Thursday 29 September 2016

'Lack of trust' is a barrier to south east university

Published 28/07/2015 | 02:30

Education Minister Jan O'Sullivan
Education Minister Jan O'Sullivan

A lack of trust between the two main colleges in the south east is frustrating the establishment of a proposed third-level technological university, according to a report commissioned by the Government.

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It says the project could go ahead if the "trust" issue is resolved between the existing colleges in Waterford and Carlow.

Education Minister Jan O'Sullivan said stakeholders clearly have an overwhelming wish for a university in the region.

However, the report, compiled by the former head of the Higher Education Authority Michael Kelly, highlights the erosion of trust between Waterford Institute of Technology (WIT) and the Institute of Technology, Carlow.

Mr Kelly also cited the approach taken by WIT as an issue. This made it impossible to have any round-table talks involving both institutes as part of his investigation, he said.

In October, WIT withdrew from previous merger discussions with IT Carlow.

Mr Kelly suggested real progress can only take pace if the chairs and presidents of both colleges meet, and create a framework where mutual trust and respect can be rebuilt.

Optimistic

The heads of both colleges have welcomed the findings, and Mr Kelly said he is "cautiously optimistic" that the matter can be expedited.

Waterford IT has 8,200 full and part-time students, while IT Carlow has 6,325 full and part-time students.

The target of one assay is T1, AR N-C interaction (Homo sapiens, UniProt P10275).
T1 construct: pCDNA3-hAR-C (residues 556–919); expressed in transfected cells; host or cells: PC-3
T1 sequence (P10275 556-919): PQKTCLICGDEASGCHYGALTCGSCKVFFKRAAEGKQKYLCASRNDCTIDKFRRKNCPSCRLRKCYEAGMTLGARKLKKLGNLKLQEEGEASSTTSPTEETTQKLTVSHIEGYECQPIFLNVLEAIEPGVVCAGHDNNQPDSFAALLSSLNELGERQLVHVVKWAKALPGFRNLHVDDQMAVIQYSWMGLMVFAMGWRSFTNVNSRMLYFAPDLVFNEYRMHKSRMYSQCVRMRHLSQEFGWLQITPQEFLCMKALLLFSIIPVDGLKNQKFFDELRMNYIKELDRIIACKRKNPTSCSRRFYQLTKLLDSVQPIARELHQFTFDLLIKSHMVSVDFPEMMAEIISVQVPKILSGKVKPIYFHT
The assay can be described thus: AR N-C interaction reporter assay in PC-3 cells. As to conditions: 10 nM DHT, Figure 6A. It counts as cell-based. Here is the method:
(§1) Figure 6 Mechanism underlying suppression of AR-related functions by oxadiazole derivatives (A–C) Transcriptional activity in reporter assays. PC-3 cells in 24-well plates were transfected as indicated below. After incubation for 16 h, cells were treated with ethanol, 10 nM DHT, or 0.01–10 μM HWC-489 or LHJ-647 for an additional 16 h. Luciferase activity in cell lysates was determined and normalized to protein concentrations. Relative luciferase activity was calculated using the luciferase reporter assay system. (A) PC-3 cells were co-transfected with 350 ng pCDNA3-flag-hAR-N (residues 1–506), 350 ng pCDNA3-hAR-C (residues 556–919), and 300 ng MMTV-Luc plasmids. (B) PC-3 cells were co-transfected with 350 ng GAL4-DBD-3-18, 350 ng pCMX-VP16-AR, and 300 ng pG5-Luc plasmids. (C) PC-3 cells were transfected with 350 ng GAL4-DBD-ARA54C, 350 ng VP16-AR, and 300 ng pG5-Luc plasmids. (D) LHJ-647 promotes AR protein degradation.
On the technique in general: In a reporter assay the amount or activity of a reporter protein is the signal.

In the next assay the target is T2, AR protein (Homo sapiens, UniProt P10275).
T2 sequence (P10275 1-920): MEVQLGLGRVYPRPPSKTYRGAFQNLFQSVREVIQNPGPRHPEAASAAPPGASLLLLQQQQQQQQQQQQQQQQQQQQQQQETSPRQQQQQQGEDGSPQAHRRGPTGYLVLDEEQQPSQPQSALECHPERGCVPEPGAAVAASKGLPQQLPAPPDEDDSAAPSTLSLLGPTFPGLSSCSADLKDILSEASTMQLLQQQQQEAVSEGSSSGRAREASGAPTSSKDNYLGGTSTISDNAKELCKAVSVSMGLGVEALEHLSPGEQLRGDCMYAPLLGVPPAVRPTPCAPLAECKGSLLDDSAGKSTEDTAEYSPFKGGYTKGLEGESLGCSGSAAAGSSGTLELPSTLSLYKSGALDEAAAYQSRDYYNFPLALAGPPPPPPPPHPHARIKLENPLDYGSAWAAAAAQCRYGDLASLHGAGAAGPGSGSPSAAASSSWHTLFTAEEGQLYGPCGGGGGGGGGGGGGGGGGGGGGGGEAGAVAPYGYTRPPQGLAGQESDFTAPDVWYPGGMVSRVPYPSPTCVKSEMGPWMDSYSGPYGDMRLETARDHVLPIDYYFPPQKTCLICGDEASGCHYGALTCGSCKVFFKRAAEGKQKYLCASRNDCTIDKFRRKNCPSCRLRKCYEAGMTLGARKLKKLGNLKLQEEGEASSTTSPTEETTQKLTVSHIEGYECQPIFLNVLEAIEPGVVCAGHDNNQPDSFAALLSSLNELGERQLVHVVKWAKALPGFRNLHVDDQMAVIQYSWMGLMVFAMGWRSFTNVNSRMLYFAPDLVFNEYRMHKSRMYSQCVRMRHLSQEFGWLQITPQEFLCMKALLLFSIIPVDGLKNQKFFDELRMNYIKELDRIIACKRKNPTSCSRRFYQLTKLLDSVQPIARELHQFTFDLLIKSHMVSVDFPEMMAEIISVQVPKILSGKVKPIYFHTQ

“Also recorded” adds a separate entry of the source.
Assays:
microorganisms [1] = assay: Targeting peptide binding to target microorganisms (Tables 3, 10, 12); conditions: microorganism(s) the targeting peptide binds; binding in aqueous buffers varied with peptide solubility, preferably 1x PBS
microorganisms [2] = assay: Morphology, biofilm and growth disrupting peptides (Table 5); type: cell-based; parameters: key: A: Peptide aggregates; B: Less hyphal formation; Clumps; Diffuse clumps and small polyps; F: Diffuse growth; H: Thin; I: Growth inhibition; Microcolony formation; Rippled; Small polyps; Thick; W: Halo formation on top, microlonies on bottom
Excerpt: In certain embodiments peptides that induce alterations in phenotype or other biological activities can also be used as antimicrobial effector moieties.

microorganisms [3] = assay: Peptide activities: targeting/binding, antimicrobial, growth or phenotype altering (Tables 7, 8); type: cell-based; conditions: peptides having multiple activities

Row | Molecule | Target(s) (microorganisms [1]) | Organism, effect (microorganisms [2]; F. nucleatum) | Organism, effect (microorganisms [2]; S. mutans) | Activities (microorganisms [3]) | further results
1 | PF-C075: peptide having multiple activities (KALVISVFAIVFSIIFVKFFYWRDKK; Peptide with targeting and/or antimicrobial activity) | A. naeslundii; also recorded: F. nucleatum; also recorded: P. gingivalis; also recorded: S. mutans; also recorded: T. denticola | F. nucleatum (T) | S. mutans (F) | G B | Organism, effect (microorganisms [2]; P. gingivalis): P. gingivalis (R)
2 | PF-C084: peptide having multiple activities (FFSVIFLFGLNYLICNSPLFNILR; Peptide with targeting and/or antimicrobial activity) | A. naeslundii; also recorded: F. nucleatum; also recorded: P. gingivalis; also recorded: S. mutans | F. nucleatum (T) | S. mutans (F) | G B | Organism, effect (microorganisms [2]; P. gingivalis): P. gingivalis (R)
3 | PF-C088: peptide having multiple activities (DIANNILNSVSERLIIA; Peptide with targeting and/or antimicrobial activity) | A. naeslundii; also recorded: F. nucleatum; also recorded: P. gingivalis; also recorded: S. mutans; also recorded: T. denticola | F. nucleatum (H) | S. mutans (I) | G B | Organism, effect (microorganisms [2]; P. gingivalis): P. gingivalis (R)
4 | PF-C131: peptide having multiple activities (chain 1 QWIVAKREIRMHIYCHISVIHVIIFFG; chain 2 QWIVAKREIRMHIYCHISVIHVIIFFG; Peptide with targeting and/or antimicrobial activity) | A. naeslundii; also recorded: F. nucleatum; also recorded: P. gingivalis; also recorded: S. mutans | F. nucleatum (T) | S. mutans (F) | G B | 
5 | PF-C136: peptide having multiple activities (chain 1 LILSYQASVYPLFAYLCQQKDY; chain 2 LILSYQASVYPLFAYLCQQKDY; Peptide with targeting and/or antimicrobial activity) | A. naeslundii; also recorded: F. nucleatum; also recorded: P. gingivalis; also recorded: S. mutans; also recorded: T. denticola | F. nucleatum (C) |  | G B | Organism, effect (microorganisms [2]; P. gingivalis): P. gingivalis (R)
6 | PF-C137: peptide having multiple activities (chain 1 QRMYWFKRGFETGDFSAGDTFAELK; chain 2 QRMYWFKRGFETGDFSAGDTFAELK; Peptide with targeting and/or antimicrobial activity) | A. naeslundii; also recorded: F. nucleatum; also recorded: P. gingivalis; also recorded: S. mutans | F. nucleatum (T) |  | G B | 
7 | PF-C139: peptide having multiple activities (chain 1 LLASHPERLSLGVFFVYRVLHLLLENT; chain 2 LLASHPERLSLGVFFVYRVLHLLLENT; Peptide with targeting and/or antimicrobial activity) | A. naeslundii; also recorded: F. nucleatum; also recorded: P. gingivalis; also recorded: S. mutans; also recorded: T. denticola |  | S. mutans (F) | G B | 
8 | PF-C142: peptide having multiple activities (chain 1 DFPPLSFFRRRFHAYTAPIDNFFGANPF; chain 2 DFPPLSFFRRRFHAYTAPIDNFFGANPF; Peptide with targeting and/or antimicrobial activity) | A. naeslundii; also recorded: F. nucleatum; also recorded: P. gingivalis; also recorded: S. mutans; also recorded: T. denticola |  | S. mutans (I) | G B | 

Mr Kelly also said both Waterford IT and IT Carlow have now recommitted to the idea of a college for the south east and have accepted that such an endeavour requires a partner.

"My judgement is that there is sufficient support in general for this to move forward now on to some positive footing," he said.

"But I have suggested that, in the first instance, there does need to be some preliminary engagement, which would ventilate some of the problems of the past.

"I think that's going to be absolutely essential in order to get this on to a foundation of mutual trust, mutual respect, equality of esteem, and they're essential, moving forward."

Mr Kelly pointed out the two colleges are working on proposals to try and move their possible amalgamation on to the next level.

Ibec South East, the group that represents business in the region, said: "We sincerely hope the planning for this can proceed without further delay."

Irish Independent

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